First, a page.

Charter schools sue California to get full funding for new year
Four charter schools, including one in Huntington Beach and another with a campus in San Bernardino, are suing the California Department of Education and state leaders over a funding formula they say cuts them off from essential state money.
The four charters are among a number of schools in California that face financial problems because of what they claim is an unfair formula recently established by the state. Specifically, the schools expect their fall enrollment to exceed what they had in February, yet the state is allocating school funding for the upcoming year based on the February 2020 enrollment numbers.
Last month, the dispute prompted the four schools to file a lawsuit, in Sacramento, naming Gov. Gavin Newsom and State Superintendent Tony Thurmond as defendants.
Meanwhile, state officials are looking to amend the state law that sets the funding cap. Charter school advocates said Thursday, Aug. 13, that they’ve formed a coalition, Fund All Kids. One of their goals is to make sure any funding changes apply to all schools.
“We’re trying to galvanize people to keep pressure on Sacramento to fix this defunding law. That’s what we’re calling it, because that’s what they’re doing,” said Sarah Bach, founder and executive director of the Sycamore Creek Community Charter in Huntington Beach.
Students at Sycamore Creek are among 19 plaintiffs named in the lawsuit. Other plaintiffs include students from Fortune School, a network of schools that includes the Hardy Brown College Prep School in San Bernardino. (The other two schools named in the lawsuit are John Adams Academy, with campuses in Roseville, Lincoln and El Dorado Hills, near Sacramento, and Voices College-Bound Language Academies in northern California. )
Under Senate Bill 98, a budget trailer bill approved in June, school funding is capped based on the number of students schools had enrolled last February. At the time, Sycamore Creek, a new school, had 66 students – about half what it expects for the new academic year.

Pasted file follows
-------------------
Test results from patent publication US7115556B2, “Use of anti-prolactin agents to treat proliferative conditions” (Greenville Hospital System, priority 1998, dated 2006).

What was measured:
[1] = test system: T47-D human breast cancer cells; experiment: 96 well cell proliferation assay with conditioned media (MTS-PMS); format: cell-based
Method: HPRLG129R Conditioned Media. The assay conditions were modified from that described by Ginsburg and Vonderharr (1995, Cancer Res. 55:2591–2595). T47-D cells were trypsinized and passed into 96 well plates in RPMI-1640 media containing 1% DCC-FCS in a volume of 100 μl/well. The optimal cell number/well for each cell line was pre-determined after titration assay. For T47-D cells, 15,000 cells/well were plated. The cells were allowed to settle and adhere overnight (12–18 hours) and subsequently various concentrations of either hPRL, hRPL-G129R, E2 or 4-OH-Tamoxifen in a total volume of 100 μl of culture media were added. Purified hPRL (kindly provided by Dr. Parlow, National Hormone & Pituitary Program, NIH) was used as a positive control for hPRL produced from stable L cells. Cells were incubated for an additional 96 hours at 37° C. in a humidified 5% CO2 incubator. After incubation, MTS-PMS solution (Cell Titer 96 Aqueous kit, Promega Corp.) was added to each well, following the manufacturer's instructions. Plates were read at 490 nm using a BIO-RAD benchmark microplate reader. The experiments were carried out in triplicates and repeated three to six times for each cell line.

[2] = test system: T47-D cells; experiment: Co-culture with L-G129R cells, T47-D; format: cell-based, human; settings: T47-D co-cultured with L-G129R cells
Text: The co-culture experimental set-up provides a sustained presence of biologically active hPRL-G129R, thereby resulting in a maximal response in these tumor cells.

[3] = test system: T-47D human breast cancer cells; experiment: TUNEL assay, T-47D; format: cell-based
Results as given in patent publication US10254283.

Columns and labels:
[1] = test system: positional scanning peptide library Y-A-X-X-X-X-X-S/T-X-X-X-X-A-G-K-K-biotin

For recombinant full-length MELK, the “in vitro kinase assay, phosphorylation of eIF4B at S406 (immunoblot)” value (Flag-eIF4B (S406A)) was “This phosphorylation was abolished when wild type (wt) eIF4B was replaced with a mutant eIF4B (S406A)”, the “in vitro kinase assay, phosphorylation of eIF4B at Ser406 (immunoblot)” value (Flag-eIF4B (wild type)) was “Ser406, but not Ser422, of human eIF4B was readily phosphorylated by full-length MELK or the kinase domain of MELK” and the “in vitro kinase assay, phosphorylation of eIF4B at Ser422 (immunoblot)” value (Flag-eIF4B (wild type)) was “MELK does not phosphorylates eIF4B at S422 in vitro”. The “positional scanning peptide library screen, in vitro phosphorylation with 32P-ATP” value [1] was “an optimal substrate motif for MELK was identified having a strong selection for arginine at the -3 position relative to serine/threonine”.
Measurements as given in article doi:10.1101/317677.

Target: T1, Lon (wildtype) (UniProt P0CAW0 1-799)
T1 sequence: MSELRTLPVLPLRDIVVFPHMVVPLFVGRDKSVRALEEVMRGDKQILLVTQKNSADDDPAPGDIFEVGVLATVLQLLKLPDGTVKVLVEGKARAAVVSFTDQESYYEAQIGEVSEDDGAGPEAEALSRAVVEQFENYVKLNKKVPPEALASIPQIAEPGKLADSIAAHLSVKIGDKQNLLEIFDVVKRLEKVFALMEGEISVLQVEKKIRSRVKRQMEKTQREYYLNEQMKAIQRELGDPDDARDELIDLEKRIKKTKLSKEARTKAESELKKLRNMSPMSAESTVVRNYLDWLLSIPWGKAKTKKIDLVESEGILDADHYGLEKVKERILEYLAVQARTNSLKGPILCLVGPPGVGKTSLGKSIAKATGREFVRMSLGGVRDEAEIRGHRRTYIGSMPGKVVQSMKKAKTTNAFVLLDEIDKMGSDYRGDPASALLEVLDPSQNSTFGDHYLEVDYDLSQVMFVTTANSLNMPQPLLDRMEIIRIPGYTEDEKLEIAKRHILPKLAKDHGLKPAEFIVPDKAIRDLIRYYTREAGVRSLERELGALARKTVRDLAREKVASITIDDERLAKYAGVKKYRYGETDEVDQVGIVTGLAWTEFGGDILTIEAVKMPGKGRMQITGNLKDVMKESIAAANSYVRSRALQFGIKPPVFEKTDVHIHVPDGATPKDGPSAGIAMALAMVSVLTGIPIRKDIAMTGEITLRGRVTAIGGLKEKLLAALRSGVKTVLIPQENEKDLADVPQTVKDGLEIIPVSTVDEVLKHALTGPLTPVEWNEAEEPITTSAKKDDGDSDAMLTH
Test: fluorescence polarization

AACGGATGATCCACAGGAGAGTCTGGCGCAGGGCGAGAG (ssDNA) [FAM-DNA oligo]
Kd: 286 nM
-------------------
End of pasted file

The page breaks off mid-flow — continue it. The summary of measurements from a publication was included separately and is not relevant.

“We would be trying to educate twice the number of students with half the amount of state funding,” Bach said.
Leaders with the new coalition estimate that the funding rule affects nearly 53,000 students statewide and that schools with growing enrollment are losing more than $542 million in public money that otherwise would be transferred from students’ old schools to their new schools.
“The state’s actions violate the constitutional right of my students to a free and equitable public education and our political leaders need to take immediate action to correct this situation,” Margaret Fortune, president and CEO of Fortune School, wrote in a statement. Her schools serve primarily Black students.
“Defunding these children’s education and calling it equity is a slap in the face to their parents who have chosen their child’s school for a good reason,” Fortune wrote. “State funding should follow the child to the school that is educating them. That’s what’s fair and right.”
When Newsom signed the law on June 29, he acknowledged the law did not take into account schools that are growing and he urged legislators to “pursue targeted solutions to these potential disruptions.”
The state Department of Finance plans to offer amendments to SB-98. But those amendments may only change the equation for schools that have in-person classes and not year-round online schools.
California Charter School Association officials wrote in a letter Tuesday to their members that they are “deeply concerned” that year-round online schools are left out.
“This is particularly troubling because many nonclassroom-based schools have been quick to respond and offer their online and distance learning programs throughout the state during the pandemic – even when faced with reduced funding last spring,” association officials wrote in their Capitol Update letter.